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US sanction threats over Nord Stream 2 pipeline possible "rhetoric," Finnish expert says

If sanctions are carried out, an international affairs expert said it could "paralyse" the project.

Ylijäämäkaasu poltetaan. Tätä kutsutaan soihduttamiseksi ja se lisää mustaa hiiltä arktisilla alueilla ja edesauttaa sen sulamista.
Excess fuel burns off at an LNG plant on Russia's Yamal Peninsula. Image: Grigory Vorobjov

On Tuesday United States secretary of energy Rick Perry said the US is seriously considering sanctioning firms involved in the Nord Stream 2 liquefied natural gas (LNG) pipeline project.

When completed, possibly by the end of this year, Nord Stream 2 will carry Russian LNG to Germany beneath the Baltic Sea. A number of firms are involved in the international, Russian-led project, including Finnish energy company Fortum.

"The opposition to Nord Stream 2 is still very much alive and well in the United States," Perry said during a visit to Kiev, Ukraine at the inauguration of President Volodymyr Zelenskiy on Tuesday.

Perry said the sanctions could arrive in the "not too distant future," saying that the US Congress and Senate were preparing to approve legislation on the matter.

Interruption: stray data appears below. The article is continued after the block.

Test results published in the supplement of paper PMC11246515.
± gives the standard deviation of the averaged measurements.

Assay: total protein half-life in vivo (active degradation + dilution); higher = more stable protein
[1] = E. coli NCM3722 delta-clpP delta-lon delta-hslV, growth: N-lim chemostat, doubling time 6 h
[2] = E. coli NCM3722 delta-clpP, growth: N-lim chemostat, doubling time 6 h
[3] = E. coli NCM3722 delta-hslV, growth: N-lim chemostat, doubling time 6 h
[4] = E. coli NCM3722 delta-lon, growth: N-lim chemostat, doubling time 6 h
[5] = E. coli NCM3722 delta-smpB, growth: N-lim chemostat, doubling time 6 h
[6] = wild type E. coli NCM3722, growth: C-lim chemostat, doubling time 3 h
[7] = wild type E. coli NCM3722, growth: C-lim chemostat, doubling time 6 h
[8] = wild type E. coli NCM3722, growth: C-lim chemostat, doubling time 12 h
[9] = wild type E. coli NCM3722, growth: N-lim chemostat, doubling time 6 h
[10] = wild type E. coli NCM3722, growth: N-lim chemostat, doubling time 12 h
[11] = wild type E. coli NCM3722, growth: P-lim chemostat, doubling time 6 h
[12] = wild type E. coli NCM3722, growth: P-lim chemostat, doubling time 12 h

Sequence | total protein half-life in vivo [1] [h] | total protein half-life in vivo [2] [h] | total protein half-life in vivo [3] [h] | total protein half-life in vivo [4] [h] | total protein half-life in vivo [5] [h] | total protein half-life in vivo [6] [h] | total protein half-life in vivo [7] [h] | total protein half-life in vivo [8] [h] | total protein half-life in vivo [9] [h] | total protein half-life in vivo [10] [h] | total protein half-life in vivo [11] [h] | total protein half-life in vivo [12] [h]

Sanctions could "paralyse" firms

The programme director of global security research at the Finnish Institute of International Affairs, Mika Aaltola, said Perry's comments were more about American desires rather than an actual threat.

"[The US] wants to remind Europe and the companies involved in the project that the US will continue to oppose it," Aaltola told Yle.

Aaltola said the firms would be hit hard, if and when the threatened sanctions are carried out.

"It would paralyse [the companies] and delay the project as well as make it more costly," Aaltola said.

In addition to the US, some eastern European, Nordic and Baltic countries have also voiced concerns that the pipeline would increase Russia's geopolitical influence in the region.

The Nord Stream 2 project is led by Russian energy giant Gazprom. Finnish energy company Fortum is also involved in the effort due to its share in German energy firm Uniper, which invested heavily in Nord Stream 2. Fortum bought up nearly 50 percent of Uniper last year.

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